• Social Studies (25) Questions in this category
    are based on passages in the content areas of
    anthropology, archaeology, biography, business,
    economics, education, geography, history,
    political science, psychology, and sociology.
  • Natural Sciences (25) Questions in this
    category are based on passages in the content
    areas of anatomy, astronomy, biology, botany,
    chemistry, ecology, geology, medicine,
    meteorology, microbiology, natural history,
    physiology, physics, technology, and zoology.
  • Prose Fiction (25) Questions in this category
    are based on intact short stories or excerpts
    from short stories or novels.
  • Humanities (25) Questions in this category are
    based on passages from memoirs and personal
    essays and in the content areas of architecture,
    art, dance, ethics, film, language, literary
    criticism, music, philosophy, radio, television,
    and theater.

18
Reading test, continued
  • Specifically, questions will ask you to use
    referring and reasoning skills to
  • determine main ideas
  • locate and interpret significant details
  • understand sequences of events
  • make comparisons
  • comprehend cause-effect relationships
  • determine the meaning of context-dependent
    words, phrases
  • draw generalizations
  • analyze the author's or narrator's voice and
    method
  • The test comprises four prose passages that are
    representative of the level and kinds of reading
    required in first-year college courses passages
    on topics in social studies, natural sciences,
    fiction, and the humanities are included.
  • For sample reading test questions, go to the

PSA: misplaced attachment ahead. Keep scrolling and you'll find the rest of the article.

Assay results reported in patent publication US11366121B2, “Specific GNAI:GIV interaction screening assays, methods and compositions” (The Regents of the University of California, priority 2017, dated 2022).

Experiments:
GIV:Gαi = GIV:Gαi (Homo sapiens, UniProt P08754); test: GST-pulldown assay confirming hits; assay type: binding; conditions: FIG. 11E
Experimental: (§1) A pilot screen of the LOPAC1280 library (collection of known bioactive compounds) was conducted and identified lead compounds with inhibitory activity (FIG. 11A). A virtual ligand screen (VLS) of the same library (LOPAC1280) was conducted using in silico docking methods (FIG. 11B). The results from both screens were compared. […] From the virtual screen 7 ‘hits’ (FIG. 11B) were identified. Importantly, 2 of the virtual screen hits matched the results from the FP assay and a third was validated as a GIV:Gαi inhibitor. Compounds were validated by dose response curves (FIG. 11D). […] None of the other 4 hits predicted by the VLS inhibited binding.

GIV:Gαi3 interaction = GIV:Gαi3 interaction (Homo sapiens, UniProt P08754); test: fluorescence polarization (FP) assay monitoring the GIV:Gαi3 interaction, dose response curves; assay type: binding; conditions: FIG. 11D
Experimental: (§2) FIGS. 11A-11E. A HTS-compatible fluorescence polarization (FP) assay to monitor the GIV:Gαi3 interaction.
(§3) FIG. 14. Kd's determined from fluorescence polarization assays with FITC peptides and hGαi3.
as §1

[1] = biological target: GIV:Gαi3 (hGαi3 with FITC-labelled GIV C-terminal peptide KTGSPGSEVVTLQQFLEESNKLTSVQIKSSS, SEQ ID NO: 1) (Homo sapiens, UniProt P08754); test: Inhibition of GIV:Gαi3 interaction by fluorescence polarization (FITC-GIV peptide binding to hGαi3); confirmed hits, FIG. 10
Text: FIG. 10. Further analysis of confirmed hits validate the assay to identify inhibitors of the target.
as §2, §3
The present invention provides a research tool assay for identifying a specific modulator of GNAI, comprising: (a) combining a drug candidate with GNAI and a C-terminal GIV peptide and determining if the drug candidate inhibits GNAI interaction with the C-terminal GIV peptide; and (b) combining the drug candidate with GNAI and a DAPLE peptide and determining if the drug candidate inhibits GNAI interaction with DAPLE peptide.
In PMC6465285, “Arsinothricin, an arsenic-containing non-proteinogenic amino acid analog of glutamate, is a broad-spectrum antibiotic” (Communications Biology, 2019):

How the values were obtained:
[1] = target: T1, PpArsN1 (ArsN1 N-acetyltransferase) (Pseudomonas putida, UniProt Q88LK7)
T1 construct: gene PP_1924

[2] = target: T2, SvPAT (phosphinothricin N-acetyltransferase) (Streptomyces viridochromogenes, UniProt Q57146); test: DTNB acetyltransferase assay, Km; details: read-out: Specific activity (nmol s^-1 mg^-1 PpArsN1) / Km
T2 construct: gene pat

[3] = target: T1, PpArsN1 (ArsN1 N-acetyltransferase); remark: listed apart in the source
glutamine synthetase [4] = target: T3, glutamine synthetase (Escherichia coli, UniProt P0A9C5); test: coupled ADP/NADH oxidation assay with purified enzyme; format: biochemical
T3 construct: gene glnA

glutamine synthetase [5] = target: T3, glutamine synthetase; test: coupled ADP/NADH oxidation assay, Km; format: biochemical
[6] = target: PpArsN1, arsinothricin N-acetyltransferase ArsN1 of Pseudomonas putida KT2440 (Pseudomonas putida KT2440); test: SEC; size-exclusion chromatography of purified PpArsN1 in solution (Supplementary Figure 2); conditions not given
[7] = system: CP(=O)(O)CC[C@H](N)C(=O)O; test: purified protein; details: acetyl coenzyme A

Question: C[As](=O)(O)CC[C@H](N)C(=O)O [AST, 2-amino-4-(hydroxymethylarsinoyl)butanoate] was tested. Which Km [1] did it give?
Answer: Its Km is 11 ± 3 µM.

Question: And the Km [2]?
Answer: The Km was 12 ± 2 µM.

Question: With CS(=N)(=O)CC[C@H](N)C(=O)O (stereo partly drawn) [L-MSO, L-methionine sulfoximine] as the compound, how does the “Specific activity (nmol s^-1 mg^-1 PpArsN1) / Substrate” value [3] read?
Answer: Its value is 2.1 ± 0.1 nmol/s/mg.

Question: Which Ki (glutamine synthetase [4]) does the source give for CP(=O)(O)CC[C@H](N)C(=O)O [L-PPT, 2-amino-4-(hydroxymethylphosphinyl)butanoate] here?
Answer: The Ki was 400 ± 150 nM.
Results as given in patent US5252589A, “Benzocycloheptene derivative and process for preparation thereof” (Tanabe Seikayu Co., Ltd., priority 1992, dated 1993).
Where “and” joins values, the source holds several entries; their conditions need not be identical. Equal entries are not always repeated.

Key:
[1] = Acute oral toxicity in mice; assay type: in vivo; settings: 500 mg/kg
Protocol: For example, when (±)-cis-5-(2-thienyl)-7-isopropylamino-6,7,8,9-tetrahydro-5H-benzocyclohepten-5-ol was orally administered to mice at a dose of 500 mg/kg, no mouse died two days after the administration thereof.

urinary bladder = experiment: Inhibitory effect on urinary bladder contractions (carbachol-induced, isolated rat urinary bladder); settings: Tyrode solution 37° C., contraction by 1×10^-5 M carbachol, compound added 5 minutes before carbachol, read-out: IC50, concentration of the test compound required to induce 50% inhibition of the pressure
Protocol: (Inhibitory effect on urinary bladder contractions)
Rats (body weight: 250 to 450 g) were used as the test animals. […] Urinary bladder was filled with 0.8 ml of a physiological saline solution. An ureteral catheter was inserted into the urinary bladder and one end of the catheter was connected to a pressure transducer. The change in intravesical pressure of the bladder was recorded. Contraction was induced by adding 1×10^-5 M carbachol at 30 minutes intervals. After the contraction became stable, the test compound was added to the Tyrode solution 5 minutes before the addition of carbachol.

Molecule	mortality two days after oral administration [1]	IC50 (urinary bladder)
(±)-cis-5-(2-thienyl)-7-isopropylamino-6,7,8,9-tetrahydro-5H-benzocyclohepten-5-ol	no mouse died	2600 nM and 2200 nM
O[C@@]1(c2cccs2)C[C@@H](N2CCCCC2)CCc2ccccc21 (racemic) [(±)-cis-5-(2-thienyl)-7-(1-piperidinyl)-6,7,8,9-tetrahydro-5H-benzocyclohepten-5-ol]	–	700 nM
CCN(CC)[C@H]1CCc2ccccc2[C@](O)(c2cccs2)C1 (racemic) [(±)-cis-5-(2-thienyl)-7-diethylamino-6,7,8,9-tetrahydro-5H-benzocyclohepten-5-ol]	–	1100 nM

following link http//www.actstudent.org/samplete
    st/reading/read_01.html

19
act science test
  • The Science Test is a 40-question, 35-minute test
    that measures the skills required in the natural
    sciences interpretation, analysis, evaluation,
    reasoning, and problem solving.
  • Calculators may not be used on the Science Test.
  • The test assumes that students are in the
    process of taking the core science course of
    study (three years or more) that will prepare
    them for college-level work and have completed a
    course in Earth science and/or physical science
    and a course in biology.
  • The test presents seven sets of scientific
    information, each followed by a number of
    multiple-choice test questions. The scientific
    information is presented in one of three
    different formats
  • data representation (graphs, tables, and other
    schematic forms)
  • research summaries (descriptions of one or more
    related experiments)
  • conflicting viewpoints (expressions of several
    related hypotheses or views that are inconsistent
    with one another)
  • The questions require you to
  • recognize and understand the basic features of,
    and concepts related to, the provided information
  • examine critically the relationship between the
    information provided and the conclusions drawn or
    hypotheses developed
  • generalize from given information and draw
    conclusions, gain new information, or make
    predictions

20
act science questions
  • The questions require you to
  • recognize and understand the basic features of,
    and concepts related to, the provided information
  • examine critically the relationship between the
    information provided and the conclusions drawn or
    hypotheses developed
  • generalize from given information and draw
    conclusions, gain new information, or make
    predictions
  • To view sample science questions, go to the
    following link
  • http//www.actstudent.org/sampletest/science/sci_0
    1.html

21
act science test (cont.)
  • The content of the Science Test includes biology,
    chemistry, physics, and the Earth/space sciences
    (for example, geology, astronomy, and